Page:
Tur Abdin

Map of Tur Abdin showing Syriac villages and monasteries. Red cross- Operational monastery Orange Cross- Abandoned monastery

Tur Abdin (Syriac: ܛܘܼܪ ܥܒ݂ܕܝܼܢ) is a hilly region situated in southeast Turkey, including the eastern half of the Mardin Province, and Şırnak Province west of the Tigris, on the border with Syria. The name 'Tur Abdin' is derived from Syriac, meaning "mountain of the servants (of God)". Tur Abdin is of great importance to Syriac Orthodox Christians, for whom the region used to be a monastic and cultural heartland.[1] The Syriac Orthodox community of Tur Abdin call themselves Suroye and Suryoye and traditionally speak a central Neo-Assyrian dialect called Turoyo.[2]



The town of Midyat and the villages of Hah, Bequsyone, Dayro da-Slibo, Salah (with the old monastery of Mor Yaqub), Iwardo (with Mor Huschabo), Anhel, Kafro, Arkah (Harabale, with Dayro Mor Malke), Beth Sbirino, Miden (Middo), Kerburan, Binkelbe with Mor Samun Zayte and Beth Zabday (Azech) were all important Syriac Orthodox places among with countless other villages. Hah has the ancient `Idto d'Yoldath-Aloho, the Church of the Mother of God.


Portal of the Mor Gabriel Monastery


The Assyrian presence in Tur Abdin dates back to the 13th century BC; mentioned in the inscriptions of the Assyrian king Adad-nirari I, where Mount Izla was called the Kashiari mountain.[3] The area may be that of the ancient city and bishopric of Rhandus, which belonged to the late Roman province of Mesopotamia Secunda.


During World War I, 500,000 Syriac Christians were killed in the Ottoman Empire's Christian Genocide (called in Syriac Sayfo, simply 'the sword'). In the last few decades, caught between Turkish assimilation policies against Kurds, and Kurdish resistance, many Syriacs have fled the region or been killed. Today there are only 5,000, a quarter of the Christian population thirty years ago. Most have fled to Syria (where the city of Qamishli was built by them), Europe (particularly Sweden, Germany, the United Kingdom and the Netherlands), Australia and the United States. In the past few years, a few families have returned to Tur Abdin.

Recent conflicts

On 10 February 2006 and the following day, large demonstrations took place in the city of Midyat in Tur Abdin. Muslims angry about the Jyllands-Posten Muhammad cartoons gathered in Estel, the new part of the city, and started to march towards the old part of Midyat (6 kilometers away), where the Christians live. The mob was stopped by the police before reaching old Midyat.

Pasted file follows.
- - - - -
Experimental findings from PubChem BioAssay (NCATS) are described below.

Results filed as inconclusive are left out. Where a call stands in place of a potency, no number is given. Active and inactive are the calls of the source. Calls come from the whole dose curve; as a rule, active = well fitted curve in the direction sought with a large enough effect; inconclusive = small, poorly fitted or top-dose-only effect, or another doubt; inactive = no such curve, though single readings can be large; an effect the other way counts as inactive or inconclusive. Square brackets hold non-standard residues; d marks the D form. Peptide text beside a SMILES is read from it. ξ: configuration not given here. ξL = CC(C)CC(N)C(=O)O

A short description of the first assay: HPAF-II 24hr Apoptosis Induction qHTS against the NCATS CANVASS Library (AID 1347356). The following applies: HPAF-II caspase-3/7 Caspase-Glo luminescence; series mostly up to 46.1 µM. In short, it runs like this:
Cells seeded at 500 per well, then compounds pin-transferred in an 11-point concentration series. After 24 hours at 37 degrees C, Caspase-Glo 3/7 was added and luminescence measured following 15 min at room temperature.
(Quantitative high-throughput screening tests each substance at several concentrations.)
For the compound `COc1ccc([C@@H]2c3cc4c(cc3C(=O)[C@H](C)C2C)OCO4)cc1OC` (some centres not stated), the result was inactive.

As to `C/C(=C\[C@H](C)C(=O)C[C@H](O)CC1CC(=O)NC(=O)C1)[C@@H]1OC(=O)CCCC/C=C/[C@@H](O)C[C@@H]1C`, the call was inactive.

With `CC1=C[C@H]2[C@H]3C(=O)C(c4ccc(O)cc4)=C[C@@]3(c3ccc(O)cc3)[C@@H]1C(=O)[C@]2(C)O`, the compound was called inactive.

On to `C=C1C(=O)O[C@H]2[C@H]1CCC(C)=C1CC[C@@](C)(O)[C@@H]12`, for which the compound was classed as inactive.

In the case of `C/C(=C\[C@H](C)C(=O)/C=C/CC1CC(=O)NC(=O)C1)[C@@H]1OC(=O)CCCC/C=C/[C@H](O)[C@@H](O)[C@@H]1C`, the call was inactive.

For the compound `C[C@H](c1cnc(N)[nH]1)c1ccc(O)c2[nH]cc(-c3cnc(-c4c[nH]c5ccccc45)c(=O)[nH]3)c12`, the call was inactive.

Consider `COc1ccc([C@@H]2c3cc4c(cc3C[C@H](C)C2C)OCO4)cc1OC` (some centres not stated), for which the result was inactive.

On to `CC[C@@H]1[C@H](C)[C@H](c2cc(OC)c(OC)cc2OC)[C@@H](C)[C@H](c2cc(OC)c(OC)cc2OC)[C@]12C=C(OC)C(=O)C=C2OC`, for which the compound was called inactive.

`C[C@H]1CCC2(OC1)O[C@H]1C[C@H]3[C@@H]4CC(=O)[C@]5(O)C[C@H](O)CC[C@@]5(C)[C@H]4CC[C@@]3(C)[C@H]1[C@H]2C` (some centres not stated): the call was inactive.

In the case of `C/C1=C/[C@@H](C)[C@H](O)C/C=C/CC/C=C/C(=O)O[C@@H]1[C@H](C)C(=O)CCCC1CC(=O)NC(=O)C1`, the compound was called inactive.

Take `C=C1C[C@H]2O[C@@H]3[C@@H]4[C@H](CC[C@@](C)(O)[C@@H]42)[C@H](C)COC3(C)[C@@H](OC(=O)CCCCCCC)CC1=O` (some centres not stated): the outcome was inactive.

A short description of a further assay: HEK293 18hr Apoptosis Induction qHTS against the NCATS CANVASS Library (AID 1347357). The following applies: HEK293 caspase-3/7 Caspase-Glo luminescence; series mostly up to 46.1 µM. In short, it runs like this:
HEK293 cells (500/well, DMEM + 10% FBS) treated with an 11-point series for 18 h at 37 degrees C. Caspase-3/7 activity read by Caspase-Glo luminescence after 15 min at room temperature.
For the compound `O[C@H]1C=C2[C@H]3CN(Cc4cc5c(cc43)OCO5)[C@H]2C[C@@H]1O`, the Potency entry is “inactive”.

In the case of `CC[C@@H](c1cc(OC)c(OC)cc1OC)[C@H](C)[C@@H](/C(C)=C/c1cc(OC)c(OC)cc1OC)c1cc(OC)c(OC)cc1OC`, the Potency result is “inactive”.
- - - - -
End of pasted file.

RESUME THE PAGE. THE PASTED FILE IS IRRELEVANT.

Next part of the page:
In 2008 a series of legal challenges were made against the monastery of Mor Gabriel. Some local Kurdish villages sought to claim land on which the monastery had paid taxes since the 1930s as belonging to the villages, and made other accusations against the monastery. This led to considerable diplomatic and Human Rights action throughout Europe and within Turkey.[4]


Mor Hananyo Monastery, or The Saffron Monastery in English

The most important Syriac Orthodox centre in Tur Abdin is the monastery of Dayro d-Mor Hananyo, 6 km south east of Mardin, in the west of the region. Built from yellow rock, the monastery is affectionately known as Dayro d Kurkmo in Syriac, Dayr al-Zafaran in Arabic, or Deyrülzafarân in Turkish: the Safron Monastery. Founded in AD 493, the monastery was the residence of the Syriac Orthodox Patriarch from 1160 to 1932. Although the patriarch now lives in Damascus the monastery still contains the patriarchal throne and tombs of seven patriarchs and metropolitans. Today the monastery is led by a bishop and a monk and some lay assistants, and is a school for orphans. The bishop of Mor Hananyo is also the patriarchal vicar of Mardin. His goal is to rebuild the monastery and to preserve the history of the Syriac Orthodox church. The Dayro d-Mor Hananyo is part of the UNESCO world cultural heritage and was visited by numerous celebrities e.g. like Prince Charles.

In the centre of the Tur Abdin region, a few miles south of Midyat, is Dayro d-Mor Gabriel. Built in AD 397, Mor Gabriel monastery, is the oldest functioning Syriac Orthodox monastery on earth. It is the residence of the Metropolitan Bishop of Tur Abdin, seven nuns, four monks and a host of guests, assistants and students. The monastery is charged with keeping the flame of Syriac Orthodox faith alive in Tur Abdin, for which it is as much a fortress as a church.[5]

The Saffron and Mor Gabriel monasteries are the most important of the region, existing along with six or seven other active monasteries:

Notable people

This list is incomplete; you can help by expanding it.

See also

Wikimedia Commons has media related to Tur Abdin.


  1. Aphram I. Barsoum; Ighnāṭyūs Afrām I (Patriarch of Antioch) (2008). The History of Tur Abdin. Gorgias Press. ISBN 978-1-59333-715-5.
  2. Wolfhart Heinrichs (1990). Studies in Neo-Aramaic. Scholars Press. pp. xi, 189. ISBN 978-1-55540-430-7.
  3. J. M. Munn-Rankin (1967). Assyrian Military Power. Cambridge University. p. 7.
  4. The Case of the St. Gabriel Syriac Monastery in Midyat, Turkey , 2010.
  5. http://www.academia.edu/1860499/Syriac_Monasticism_in_Tur_Abdin_A_Present-Day_Account. Missing or empty |title= (help)
  6. [kirchenleitung-unterwegs.ekvw.de/2014/04/30/ein-christliches-lebenszeichen-dorf-der-rueckkehrer/ kirchenleitung-unterwegs.ekvw.de/2014/04/30/ein-christliches-lebenszeichen-dorf-der-rueckkehrer/] Check |url= value (help). Missing or empty |title= (help)
  7. http://souf.nu/tur-abdin-resan-2014-dag-9-10. Missing or empty |title= (help)
  8. https://www.aina.org/ata/2013101916954.htm. Missing or empty |title= (help)

Coordinates: 37°24′N 41°29′E / 37.400°N 41.483°E / 37.400; 41.483

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